Happy 2023! We hope that everyone had a good holiday season and we’re sure everyone is eager to get back into their regular routine.
Over the holidays we were greeted with some cold winter weather including some freezes, and our landscape is a clear reflection of that. Most grasses have gone completely dormant now and many plants have been showing signs of frost damage.
If you didn’t apply rye grass this season, any green sections of the lawn are most likely weeds. The majority of weeds encountered this time of year are broadleaf, which are fairly manageable.
However, the main weed of concern this time of year is Poa Annua. Also known as annual bluegrass, Poa Annua is a grassy winter weed that often appears in clumps. It is very difficult to control post bloom if a pre-emergent was not applied in the fall.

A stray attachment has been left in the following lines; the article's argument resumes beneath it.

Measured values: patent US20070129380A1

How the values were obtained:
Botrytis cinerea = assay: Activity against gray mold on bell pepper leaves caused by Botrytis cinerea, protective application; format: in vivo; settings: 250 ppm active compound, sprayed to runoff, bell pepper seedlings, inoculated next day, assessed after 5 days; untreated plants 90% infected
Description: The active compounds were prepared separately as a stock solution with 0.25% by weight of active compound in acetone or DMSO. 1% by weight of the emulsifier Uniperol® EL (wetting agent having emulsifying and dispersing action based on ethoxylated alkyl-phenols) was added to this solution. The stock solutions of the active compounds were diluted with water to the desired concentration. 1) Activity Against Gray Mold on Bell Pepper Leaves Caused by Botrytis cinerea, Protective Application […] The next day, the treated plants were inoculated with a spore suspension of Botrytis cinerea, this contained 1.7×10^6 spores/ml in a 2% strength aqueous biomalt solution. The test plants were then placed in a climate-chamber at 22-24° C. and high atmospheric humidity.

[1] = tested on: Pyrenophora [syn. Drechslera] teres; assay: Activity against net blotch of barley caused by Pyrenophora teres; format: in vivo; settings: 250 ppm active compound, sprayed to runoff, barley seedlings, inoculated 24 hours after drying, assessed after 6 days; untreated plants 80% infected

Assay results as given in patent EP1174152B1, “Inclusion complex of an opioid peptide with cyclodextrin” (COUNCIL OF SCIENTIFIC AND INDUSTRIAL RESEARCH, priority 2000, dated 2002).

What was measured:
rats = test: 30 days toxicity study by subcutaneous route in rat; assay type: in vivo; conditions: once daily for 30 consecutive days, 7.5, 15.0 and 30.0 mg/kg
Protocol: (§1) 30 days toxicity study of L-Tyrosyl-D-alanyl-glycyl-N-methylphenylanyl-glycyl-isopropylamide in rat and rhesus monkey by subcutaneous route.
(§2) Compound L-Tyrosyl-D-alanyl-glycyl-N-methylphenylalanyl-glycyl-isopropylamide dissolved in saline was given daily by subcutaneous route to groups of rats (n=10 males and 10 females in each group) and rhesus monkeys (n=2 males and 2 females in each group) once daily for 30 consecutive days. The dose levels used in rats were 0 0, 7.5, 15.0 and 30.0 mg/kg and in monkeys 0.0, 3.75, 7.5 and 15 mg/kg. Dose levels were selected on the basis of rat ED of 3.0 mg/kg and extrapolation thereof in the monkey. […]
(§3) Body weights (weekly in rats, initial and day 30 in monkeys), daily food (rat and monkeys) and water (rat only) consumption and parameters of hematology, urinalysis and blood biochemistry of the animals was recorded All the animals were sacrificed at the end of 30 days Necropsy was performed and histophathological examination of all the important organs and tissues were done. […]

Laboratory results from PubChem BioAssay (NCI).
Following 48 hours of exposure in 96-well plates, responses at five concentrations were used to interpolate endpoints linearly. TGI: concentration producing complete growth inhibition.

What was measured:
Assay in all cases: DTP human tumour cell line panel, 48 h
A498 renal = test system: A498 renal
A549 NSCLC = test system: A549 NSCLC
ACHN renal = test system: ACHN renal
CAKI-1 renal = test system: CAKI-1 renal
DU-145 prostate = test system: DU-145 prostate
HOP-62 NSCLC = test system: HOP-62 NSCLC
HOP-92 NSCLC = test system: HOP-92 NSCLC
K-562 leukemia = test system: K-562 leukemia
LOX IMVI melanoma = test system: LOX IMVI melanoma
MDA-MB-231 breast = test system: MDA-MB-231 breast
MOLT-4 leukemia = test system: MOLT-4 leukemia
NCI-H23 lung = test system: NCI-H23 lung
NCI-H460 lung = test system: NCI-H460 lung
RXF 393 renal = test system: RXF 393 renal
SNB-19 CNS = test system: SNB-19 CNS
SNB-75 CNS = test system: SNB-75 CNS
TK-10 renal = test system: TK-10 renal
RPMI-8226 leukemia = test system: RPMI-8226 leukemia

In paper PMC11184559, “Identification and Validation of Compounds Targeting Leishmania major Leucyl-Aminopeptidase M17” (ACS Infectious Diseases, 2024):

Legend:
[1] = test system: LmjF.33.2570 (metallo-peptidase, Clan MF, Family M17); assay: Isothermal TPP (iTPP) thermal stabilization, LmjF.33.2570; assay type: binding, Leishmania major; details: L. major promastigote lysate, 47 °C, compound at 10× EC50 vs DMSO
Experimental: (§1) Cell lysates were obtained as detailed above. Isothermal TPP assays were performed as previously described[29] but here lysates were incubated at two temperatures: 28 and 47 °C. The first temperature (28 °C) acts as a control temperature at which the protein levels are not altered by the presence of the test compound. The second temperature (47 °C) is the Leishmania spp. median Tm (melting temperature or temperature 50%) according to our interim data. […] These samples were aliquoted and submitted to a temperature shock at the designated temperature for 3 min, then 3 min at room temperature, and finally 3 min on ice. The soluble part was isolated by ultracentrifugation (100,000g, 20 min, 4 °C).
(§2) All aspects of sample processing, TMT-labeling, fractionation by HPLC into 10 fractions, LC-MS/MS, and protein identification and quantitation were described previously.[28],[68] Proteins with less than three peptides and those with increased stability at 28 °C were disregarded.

As we get closer to summertime and our temperatures increase, the Poa Annua will die out.
When it comes to changes in your plants this time of year, we encourage everyone to be patient. These heavy freezes might have caused the leaves to turn brown on your plants. But don’t worry! Most plants will recover from this in the spring.
The brown leaves will need to be pruned off the plants, as they will not turn back to green, but the new growth should be healthy.
We recommend waiting until March to trim back the brown leaves in the event that we run into another heavy freeze. It is, after all, only January!
This time of year, not much maintenance is needed on the lawn. Make sure that airflow and sunlight remain adequate by keeping leaves and debris off the lawn.
If you plan to mulch leaves with a mower, I would leave the mower blade at or above recommended height to avoid scalping or root exposure.
As for watering, irrigation systems should remain off until temperatures warm back up around late March and early April. If we go an extended period without rainfall, you might want to run the irrigation system at a heavy rate for one day.
Mark Deloach is the owner of Lawn Doctor of Beaufort County.